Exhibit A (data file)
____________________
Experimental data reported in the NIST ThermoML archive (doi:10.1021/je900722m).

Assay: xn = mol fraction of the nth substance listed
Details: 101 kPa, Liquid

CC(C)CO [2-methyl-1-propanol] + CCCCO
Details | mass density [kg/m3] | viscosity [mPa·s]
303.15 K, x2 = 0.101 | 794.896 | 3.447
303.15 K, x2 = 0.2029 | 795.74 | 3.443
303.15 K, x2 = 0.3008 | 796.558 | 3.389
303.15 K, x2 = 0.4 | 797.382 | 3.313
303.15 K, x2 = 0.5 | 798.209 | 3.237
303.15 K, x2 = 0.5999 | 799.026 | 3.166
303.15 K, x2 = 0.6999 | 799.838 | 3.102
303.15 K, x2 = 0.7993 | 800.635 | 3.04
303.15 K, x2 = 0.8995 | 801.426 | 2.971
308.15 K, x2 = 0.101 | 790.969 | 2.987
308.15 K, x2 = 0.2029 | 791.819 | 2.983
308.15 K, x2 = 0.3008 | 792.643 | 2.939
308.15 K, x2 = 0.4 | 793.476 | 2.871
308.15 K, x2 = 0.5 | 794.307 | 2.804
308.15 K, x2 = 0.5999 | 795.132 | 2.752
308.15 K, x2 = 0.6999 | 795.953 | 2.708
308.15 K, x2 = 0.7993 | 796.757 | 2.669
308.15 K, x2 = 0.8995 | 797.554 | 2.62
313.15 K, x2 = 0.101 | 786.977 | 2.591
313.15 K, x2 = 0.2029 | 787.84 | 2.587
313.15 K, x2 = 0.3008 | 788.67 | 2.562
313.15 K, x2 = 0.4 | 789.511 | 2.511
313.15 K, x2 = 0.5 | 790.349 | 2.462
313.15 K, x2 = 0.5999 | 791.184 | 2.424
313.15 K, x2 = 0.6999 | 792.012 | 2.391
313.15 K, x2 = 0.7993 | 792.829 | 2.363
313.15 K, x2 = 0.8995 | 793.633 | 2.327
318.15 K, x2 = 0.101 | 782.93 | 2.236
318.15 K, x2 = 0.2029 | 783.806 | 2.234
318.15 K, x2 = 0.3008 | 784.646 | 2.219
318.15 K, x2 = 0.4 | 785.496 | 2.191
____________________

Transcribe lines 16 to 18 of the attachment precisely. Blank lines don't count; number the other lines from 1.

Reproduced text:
308.15 K, x2 = 0.2029 | 791.819 | 2.983
308.15 K, x2 = 0.3008 | 792.643 | 2.939
308.15 K, x2 = 0.4 | 793.476 | 2.871